Journal article

Handa BS, Roney CH, Houston C, Qureshi N, Li X, Pitcher DS, Chowdhury RA, Lim PB, Dupont E, Niederer S, Cantwell C, Peters NS, Ng FSet al., 2018, Analytical approaches for myocardial fibrillation signals, Computers in Biology and Medicine, Vol: 102, Pages: 315-326, ISSN: 0010-4825

Atrial and ventricular fibrillation are complex arrhythmias, and their underlying mechanisms remain widely debated and incompletely understood. This is partly because the electrical signals recorded during myocardial fibrillation are themselves complex and difficult to interpret with simple analytical tools. There are currently a number of analytical approaches to handle fibrillation data. Some of these techniques focus on mapping putative drivers of myocardial fibrillation, such as dominant frequency, organizational index, Shannon entropy and phase mapping. Other techniques focus on mapping the underlying myocardial substrate sustaining fibrillation, such as voltage mapping and complex fractionated electrogram mapping. In this review, we discuss these techniques, their application and their limitations, with reference to our experimental and clinical data. We also describe novel tools including a new algorithm to map microreentrant circuits sustaining fibrillation.

Journal article

Rotolo A, Caputo VS, Holubova M, Baxan N, Dubois O, Chaudhry MS, Xiao X, Goudevenou K, Pitcher DS, Petevi K, Kachramanoglou C, Iles S, Naresh K, Maher J, Karadimitris Aet al., 2018, Enhanced anti-lymphoma activity of CAR19-iNKT cells underpinned by dual CD19 and CD1d targeting, Cancer Cell, Vol: 34, Pages: 596-610, ISSN: 1535-6108

Chimeric antigen receptor anti-CD19 (CAR19)-T cell immunotherapy-induced clinical remissions in CD19+ B cell lymphomas are often short lived. We tested whether CAR19-engineering of the CD1d-restricted invariant natural killer T (iNKT) cells would result in enhanced anti-lymphoma activity. CAR19-iNKT cells co-operatively activated by CD1d- and CAR19-CD19-dependent interactions are more effective than CAR19-T cells against CD1d-expressing lymphomas in vitro and in vivo. The swifter in vivo anti-lymphoma activity of CAR19-iNKT cells and their enhanced ability to eradicate brain lymphomas underpinned an improved tumor-free and overall survival. CD1D transcriptional de-repression by all-trans retinoic acid results in further enhanced cytotoxicity of CAR19-iNKT cells against CD19+ chronic lymphocytic leukemia cells. Thus, iNKT cells are a highly efficient platform for CAR-based immunotherapy of lymphomas and possibly other CD1d-expressing cancers.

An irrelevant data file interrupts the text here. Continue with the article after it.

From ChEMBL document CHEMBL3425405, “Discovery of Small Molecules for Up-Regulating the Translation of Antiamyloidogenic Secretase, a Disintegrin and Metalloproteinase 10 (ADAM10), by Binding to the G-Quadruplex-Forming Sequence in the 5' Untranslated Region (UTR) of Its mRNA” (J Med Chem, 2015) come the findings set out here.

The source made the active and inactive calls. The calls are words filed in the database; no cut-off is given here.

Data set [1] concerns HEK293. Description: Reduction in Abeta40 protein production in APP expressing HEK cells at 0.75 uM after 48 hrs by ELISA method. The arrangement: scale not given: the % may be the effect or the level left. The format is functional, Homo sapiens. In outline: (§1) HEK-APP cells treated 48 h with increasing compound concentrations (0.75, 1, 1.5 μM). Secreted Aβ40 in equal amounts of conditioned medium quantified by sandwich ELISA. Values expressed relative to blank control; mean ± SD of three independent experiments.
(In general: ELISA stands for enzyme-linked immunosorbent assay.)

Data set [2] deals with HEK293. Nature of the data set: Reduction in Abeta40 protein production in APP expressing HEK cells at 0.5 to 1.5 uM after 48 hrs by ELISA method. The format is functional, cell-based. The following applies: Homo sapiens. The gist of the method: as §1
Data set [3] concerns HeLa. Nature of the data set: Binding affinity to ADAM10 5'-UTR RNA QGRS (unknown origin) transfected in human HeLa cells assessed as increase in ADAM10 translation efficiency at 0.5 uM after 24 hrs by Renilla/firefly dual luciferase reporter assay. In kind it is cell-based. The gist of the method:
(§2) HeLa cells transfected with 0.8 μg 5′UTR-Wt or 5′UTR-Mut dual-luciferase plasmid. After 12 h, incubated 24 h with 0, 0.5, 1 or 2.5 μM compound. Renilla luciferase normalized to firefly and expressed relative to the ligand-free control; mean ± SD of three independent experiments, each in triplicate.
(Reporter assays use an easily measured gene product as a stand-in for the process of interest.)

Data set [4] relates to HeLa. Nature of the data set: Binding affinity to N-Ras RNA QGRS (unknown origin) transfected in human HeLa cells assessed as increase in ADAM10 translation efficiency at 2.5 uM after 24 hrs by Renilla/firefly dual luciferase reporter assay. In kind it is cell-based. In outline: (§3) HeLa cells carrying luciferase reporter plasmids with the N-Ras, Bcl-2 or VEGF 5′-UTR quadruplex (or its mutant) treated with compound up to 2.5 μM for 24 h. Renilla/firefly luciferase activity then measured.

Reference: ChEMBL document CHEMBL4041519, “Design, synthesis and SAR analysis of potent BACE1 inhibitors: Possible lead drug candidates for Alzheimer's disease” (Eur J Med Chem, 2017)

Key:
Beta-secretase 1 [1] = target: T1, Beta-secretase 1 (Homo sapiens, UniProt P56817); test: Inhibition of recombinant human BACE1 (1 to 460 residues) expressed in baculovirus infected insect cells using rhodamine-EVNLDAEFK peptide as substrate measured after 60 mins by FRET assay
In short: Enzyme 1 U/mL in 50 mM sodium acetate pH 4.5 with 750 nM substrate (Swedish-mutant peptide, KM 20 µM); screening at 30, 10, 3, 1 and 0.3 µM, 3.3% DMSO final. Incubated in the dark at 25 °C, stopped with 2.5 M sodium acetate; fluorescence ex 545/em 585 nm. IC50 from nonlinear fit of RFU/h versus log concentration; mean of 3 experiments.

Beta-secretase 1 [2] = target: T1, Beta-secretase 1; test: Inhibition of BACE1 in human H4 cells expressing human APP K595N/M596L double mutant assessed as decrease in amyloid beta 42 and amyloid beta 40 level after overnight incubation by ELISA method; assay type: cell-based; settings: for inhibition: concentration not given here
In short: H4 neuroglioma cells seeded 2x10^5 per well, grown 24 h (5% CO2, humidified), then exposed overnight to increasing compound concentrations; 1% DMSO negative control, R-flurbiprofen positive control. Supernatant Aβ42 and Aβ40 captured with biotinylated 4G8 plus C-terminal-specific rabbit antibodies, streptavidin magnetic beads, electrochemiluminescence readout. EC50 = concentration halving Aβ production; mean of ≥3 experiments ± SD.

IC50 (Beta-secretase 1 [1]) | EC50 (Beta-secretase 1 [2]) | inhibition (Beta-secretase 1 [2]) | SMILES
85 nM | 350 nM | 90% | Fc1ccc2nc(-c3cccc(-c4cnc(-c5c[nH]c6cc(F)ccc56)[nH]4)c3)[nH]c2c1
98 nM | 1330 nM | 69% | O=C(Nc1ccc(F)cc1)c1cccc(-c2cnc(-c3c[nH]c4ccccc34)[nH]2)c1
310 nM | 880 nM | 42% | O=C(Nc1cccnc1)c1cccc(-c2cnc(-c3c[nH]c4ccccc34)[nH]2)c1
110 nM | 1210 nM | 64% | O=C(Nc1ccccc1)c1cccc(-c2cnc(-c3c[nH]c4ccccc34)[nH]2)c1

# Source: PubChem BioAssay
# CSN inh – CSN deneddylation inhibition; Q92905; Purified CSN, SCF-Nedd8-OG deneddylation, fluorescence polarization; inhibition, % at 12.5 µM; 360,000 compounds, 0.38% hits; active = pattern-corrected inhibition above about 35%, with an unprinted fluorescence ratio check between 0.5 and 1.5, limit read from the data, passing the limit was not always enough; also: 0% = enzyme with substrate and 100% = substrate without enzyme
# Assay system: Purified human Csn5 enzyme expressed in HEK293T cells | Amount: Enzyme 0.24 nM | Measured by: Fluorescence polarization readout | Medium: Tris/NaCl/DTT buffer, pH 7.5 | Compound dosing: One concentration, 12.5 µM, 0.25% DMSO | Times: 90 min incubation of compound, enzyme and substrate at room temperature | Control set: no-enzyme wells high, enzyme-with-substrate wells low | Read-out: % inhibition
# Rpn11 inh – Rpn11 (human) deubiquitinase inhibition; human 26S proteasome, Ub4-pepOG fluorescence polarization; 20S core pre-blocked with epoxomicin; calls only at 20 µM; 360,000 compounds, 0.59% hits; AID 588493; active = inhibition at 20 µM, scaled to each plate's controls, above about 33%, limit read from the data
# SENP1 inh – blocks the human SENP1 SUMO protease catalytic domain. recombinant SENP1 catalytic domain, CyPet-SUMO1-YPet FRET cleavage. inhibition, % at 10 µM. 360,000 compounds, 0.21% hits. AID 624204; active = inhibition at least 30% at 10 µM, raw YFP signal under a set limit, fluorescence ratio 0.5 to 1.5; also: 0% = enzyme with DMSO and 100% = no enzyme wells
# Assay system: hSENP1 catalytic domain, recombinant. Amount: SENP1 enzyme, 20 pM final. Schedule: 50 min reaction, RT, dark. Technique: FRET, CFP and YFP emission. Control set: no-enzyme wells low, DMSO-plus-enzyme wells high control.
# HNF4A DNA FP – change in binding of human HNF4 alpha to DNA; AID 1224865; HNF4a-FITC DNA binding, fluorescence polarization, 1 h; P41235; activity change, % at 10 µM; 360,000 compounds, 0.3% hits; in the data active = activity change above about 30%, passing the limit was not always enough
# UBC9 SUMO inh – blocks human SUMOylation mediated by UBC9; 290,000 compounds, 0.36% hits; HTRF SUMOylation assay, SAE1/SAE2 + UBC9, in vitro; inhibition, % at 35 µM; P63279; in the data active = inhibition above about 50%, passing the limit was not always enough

Journal article

Houston CPJ, Tzortzis KN, Roney C, Saglietto A, Pitcher DS, Cantwell C, Chowdhury RA, Ng FS, Peters NS, Dupont Eet al., 2018, Characterisation of re-entrant circuit (or rotational activity) in vitro using the HL1-6 myocyte cell line, Journal of Molecular and Cellular Cardiology, Vol: 119, Pages: 155-164, ISSN: 0022-2828

Fibrillation is the most common arrhythmia observed in clinical practice. Understanding of the mechanisms underlying its initiation and maintenance remains incomplete. Functional re-entries are potential drivers of the arrhythmia. Two main concepts are still debated, the “leading circle” and the “spiral wave or rotor” theories. The homogeneous subclone of the HL1 atrial-derived cardiomyocyte cell line, HL1-6, spontaneously exhibits re-entry on a microscopic scale due to its slow conduction velocity and the presence of triggers, making it possible to examine re-entry at the cellular level.We therefore investigated the re-entry cores in cell monolayers through the use of fluorescence optical mapping at high spatiotemporal resolution in order to obtain insights into the mechanisms of re-entry.Re-entries in HL1-6 myocytes required at least two triggers and a minimum colony area to initiate (3.5 to 6.4 mm2). After electrical activity was completely stopped and re-started by varying the extracellular K+ concentration, re-entries never returned to the same location while 35% of triggers re-appeared at the same position. A conduction delay algorithm also allows visualisation of the core of the re-entries. This work has revealed that the core of re-entries is conduction blocks constituted by lines and/or groups of cells rather than the round area assumed by the other concepts of functional re-entry. This highlights the importance of experimentation at the microscopic level in the study of re-entry mechanisms.